5.000 women develop breast cancer every year in Austria. Surgical removal of the tumor continues to be a crucial part of successful treatment but frequently results in loss of breast tissue, making partial mastectomy necessary in 80% of cases. Scientists at MedUni Vienna's Department of Obstetrics and Gynecology have now developed a new method for significantly improving breast reconstruction with autologous fat - involving up to two fewer surgical interventions.
Autologous fat transplantation for breast reconstruction involves taking fat from a suitable donor site on the patient's own body using especially fine cannulas, such as those used for liposuction. A whole series of factors are necessary to ensure that as much of the transplanted fat as possible is retained in (grows into) the breast; the ingrowth rate can be significantly improved by giving the patient platelet rich plasma (PRP), since platelets produce growth factors. "PRP acts like fertilizer," explains plastic surgeon Edvin Turkof, who, for the last 12 years, has worked exclusively on breast reconstruction using autologous tissue at the Department of Obstetrics and Gynecology. "However, the downside is that 20% by volume PRP is required (so, for example, 20 ml PRP to enrich 100 ml of fat) and, unfortunately, around 10 ml of blood is required to produce one to two milliliters of platelet concentrate. Previously the patient's own blood that has been taken to produce the PRP was thrown away; it was therefore not possible to obtain enough platelets to enrich (fertilize) 150 - 200 ml of fat for optimal breast reconstruction (that is the average quantity of fat required for a (partial) breast reconstruction), because the blood loss of 200 - 250 ml required for PRP production was excessive."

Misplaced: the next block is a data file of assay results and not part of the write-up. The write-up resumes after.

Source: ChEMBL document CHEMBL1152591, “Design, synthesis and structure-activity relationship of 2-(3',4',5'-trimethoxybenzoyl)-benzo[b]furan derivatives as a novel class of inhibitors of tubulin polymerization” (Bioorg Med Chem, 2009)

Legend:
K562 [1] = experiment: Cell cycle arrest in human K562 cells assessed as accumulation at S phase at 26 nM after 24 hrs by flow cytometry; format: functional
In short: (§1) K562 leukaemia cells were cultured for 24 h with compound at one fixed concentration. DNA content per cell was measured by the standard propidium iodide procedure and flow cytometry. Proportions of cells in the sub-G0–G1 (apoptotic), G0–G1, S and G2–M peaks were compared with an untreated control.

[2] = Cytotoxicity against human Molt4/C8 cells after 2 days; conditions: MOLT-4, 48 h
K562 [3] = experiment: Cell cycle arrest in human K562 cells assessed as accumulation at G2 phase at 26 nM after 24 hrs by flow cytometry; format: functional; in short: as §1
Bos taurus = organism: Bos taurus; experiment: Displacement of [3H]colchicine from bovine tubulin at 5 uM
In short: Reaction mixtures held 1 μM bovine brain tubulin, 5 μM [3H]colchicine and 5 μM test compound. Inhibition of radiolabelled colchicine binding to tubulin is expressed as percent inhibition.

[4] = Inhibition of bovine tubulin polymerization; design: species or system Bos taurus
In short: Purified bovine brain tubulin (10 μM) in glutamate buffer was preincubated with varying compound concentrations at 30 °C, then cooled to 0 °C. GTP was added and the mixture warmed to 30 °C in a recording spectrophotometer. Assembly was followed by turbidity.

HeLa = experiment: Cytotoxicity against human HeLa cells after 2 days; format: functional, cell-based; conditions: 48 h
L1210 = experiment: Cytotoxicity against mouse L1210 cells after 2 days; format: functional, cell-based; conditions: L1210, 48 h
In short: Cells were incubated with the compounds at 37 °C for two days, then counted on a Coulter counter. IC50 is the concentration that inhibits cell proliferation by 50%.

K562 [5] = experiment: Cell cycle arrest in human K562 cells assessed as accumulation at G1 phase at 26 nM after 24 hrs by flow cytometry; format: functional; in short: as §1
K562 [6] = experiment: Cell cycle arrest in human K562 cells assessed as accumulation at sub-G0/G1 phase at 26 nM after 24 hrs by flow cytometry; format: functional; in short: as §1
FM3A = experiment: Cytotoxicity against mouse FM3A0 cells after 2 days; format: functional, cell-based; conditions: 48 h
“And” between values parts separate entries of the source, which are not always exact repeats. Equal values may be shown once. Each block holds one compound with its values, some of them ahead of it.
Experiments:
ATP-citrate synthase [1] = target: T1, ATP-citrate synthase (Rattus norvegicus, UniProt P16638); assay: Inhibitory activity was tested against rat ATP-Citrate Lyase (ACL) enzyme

In collaboration with MedUni Vienna's Department of Blood Group Serology and Transfusion Medicine, MedUni Vienna experts led by Edvin Turkof have now discovered a new method: the platelet rich plasma is produced using a plasmapheresis machine that separates out the platelets and collects them to form a concentrate. All the other blood components (red and white blood cells, plasma) are then returned into the patient's body, without any being lost. This allows up to 300 ml of platelet concentrate to be collected in one painless process and then used to enrich the autologous fat. Says Turkof: "It is quite simply a platelet donation to yourself."
Another advantage: it has recently become possible to store the extracted concentrate and re-use it at any time. On average breast reconstruction with autologous fat requires three to four minimally invasive procedures lasting around 45-minutes each - and even that is an improvement made possible by the new method, which requires fewer operations than were previously necessary.